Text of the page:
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County, Valley Hill step up to stage city fire crews, maintain response times

Fire Station 1 is now a demolition zone. General contractor Edifice is on the scene this week to start work on removing the old 9,900-square-foot station and replacing it with a new 19,750 square-foot facility. [BILL MOSS/Hendersonville Lightning]

The Hendersonville Fire Department is partnering with Henderson County's emergency services department and Valley Hill Fire & Rescue to "relocate and house crews strategically" while a new Fire Station 1 is built.

Construction fencing went up today to prepare for  demolition of the Boyd Park station, which consultants said was obsolete and not worth renovating. The estimated completion of the new 19,750-square-foot station is projected to be the spring of 2024. 

“City Council has prioritized public safety and made thoughtful decisions throughout this process to ensure efficient delivery of emergency services," City Manager John Connet said in a news release. “Our fire department would not be able to provide uninterrupted service during this construction process without the collaboration and support of Henderson County’s Emergency Services Director Jimmy Brissie and the Henderson County Board of Commissioners.” 

In preparation for Station 1’s demolition, fire department administrators, Connet and County Manager John Mitchell, county Emergency Services Director Jimmy Brissie and Valley Hill Fire & Rescue Chief Tim Garren developed a plan to relocate and house crews strategically throughout Hendersonville to uphold HFD’s commitment to efficient response times to fires and medical emergencies, the city said in a news release. 

“Our department appreciates City Council’s commitment to providing us with a primary station equipped to serve our growing community and department,” Fire Chief D. James Miller said. “Adapting to change certainly has its challenges, but the growing pains will all be worth it when we are celebrating Station 1 at a grand opening ceremony next year.”  

The city operates three rotating fire shifts supervised by a battalion chief that provide 24-hour coverage with three engines and one ladder truck. In late 2022, HFD’s downtown ladder company, engine 9-3 and battalion 9 joined engine 9-2 at the city’s Fire Station 2 on Sugarloaf Road. One engine company has been operating out of Henderson County’s Emergency Services headquarters on Asheville Highway and the final engine company has been operating a peak-hour truck out of the Valley Hill Fire & Rescue station on Willow Road. The city fire department’s administrative staff are split between a temporary trailer at Station 2 and office space provided by Carolina Village during the construction process.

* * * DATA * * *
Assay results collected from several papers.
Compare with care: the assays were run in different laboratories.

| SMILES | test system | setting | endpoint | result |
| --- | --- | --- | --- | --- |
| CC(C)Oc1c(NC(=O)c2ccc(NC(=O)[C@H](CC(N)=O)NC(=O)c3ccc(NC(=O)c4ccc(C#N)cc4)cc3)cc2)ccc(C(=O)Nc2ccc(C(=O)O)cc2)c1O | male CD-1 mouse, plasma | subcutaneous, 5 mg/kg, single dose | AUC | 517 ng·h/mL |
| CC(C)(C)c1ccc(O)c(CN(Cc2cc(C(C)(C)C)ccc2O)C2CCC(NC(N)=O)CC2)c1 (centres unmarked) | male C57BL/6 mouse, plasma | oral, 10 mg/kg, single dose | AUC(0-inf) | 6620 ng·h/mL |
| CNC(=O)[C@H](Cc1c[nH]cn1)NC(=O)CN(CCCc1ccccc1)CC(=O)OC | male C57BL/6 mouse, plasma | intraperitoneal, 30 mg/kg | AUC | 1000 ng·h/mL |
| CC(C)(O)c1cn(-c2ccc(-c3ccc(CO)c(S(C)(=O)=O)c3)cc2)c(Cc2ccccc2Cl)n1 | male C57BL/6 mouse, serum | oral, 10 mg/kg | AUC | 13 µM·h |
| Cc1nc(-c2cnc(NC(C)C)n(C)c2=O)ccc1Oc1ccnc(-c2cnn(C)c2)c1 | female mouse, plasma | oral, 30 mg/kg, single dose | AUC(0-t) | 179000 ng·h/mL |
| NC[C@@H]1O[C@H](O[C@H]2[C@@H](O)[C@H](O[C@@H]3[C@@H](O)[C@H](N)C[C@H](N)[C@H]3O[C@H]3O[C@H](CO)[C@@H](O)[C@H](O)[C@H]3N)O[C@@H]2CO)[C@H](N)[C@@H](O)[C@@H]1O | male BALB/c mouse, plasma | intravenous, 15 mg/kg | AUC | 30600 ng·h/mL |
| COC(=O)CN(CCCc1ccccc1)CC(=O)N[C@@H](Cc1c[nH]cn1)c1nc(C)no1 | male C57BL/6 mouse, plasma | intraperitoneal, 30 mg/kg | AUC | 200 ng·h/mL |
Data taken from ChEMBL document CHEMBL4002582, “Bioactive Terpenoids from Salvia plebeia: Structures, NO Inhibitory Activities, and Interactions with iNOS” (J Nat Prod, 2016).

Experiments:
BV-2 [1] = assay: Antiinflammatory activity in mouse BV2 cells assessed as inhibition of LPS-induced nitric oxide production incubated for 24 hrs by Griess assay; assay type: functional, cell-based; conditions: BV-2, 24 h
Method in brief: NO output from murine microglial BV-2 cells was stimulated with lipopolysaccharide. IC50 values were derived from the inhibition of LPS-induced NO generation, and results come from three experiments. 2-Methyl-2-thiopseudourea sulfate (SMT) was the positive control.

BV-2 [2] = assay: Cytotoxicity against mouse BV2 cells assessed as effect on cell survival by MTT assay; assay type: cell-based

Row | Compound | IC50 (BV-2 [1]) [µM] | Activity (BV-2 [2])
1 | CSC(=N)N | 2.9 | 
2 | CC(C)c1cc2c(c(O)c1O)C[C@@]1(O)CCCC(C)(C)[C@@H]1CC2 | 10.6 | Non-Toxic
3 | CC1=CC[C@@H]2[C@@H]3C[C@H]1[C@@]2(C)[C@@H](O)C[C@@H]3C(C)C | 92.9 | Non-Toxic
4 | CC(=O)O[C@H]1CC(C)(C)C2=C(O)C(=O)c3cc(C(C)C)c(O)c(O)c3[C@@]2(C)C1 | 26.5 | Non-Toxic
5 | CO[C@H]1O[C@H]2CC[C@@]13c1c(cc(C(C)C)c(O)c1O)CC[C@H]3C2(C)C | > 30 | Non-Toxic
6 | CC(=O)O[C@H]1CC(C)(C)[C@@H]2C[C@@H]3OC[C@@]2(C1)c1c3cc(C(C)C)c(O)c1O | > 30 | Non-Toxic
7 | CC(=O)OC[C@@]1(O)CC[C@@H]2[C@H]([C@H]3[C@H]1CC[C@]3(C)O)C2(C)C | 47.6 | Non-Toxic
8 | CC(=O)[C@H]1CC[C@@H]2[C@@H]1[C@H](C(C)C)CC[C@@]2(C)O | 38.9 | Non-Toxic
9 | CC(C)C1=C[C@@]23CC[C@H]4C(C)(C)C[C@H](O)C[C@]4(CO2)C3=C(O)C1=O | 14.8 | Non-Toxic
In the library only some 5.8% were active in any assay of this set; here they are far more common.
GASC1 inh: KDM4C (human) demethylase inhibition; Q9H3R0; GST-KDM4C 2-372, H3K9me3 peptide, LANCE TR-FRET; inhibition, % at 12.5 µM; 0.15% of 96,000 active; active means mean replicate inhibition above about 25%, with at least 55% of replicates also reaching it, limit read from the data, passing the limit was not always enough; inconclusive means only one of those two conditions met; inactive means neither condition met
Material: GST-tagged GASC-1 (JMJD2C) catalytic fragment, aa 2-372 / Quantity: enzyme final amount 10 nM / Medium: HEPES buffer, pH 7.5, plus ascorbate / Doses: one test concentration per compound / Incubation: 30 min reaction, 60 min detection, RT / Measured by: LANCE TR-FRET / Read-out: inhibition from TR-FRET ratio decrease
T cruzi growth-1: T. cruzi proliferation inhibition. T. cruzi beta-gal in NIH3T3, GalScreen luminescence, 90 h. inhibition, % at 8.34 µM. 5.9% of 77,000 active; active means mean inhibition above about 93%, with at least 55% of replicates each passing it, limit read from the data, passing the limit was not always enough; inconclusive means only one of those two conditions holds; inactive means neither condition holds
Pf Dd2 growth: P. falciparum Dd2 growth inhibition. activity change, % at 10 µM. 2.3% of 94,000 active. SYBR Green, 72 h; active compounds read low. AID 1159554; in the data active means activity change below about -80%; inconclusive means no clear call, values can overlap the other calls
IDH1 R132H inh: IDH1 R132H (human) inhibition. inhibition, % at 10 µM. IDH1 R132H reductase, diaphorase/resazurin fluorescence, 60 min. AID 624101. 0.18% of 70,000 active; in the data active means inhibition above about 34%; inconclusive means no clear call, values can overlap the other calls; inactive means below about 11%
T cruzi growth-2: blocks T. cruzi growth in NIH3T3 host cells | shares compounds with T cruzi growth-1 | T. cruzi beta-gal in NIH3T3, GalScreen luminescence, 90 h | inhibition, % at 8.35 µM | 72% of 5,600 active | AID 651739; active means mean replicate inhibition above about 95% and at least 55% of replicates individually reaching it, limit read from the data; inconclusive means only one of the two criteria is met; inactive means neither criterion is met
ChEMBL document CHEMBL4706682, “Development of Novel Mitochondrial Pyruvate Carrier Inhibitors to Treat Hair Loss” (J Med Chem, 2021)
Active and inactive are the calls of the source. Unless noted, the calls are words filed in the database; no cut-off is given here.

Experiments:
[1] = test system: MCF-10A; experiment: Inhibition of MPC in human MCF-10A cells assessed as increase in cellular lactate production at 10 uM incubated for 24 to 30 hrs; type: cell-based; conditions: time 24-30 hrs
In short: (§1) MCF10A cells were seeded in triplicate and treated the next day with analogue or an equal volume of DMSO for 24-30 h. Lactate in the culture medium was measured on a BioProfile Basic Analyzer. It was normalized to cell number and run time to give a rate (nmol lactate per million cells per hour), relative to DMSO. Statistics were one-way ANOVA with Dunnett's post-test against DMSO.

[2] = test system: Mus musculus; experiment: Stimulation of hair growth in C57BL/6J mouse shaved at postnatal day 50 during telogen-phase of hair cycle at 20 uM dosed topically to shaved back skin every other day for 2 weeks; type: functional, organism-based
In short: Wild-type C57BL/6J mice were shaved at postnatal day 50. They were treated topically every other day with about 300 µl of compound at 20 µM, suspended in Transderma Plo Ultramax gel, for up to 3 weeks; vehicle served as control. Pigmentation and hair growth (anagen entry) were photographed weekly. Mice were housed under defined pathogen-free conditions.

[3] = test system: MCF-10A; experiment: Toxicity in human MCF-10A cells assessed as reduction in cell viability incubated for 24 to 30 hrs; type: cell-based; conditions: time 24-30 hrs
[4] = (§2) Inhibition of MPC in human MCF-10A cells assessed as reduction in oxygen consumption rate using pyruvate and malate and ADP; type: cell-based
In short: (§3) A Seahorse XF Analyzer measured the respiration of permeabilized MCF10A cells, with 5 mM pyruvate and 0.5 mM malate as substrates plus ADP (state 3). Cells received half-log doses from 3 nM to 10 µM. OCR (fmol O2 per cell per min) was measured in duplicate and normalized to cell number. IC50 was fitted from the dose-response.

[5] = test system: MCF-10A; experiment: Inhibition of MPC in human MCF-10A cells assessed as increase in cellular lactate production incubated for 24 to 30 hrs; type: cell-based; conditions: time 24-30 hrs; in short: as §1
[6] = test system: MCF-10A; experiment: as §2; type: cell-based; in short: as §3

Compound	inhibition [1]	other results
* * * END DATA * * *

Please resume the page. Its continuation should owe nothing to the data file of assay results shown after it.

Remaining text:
“We are truly blessed to have so much support in this community that allows our department to continue our excellent response times and customer service while we are without our primary station,” Miller said. “The hospitality and generosity of Henderson County Emergency Management, EMS, Rescue Squad and Valley Hill Fire & Rescue are unmatched. The way our organizations work together doesn’t always happen in other parts of the country and state, and we are thankful for the relationships we have with our partners in Henderson County.” Chief Miller also expressed his appreciation to Carolina Village and its executive director, Kevin Parries, for providing space for two administrative staff members until the new Station 1 is complete. 

Boyd Park’s tennis court and mini-golf amenities officially closed at the end of January as construction fencing goes up and final preparations are made before demolition begins. The city still provides two tennis courts in Patton Park with plans to expand the court offerings. In September 2022, the City Council approved the redevelopment of the tennis court and former racquetball areas in Patton Park. When completed, the new amenity will include six dedicated pickleball courts and two dedicated tennis courts. Construction on the courts is expected to start in the summer of 2023.  

Sitework is under way in Edwards Park which will house the reimagined Laura E. Corn Mini-Golf. Underutilized for years and only a few steps away, Edwards Park will continue to house the Boy Scout huts as well as the new handicap-accessible miniature golf course, concession stand and playground. Local artists and organizations are collaborating to blend old and new course features from the Boyd Park location that honors history and tradition in the redesigned Edwards Park expected to open in the fall of 2023. For more information on these and other city of Hendersonville projects visit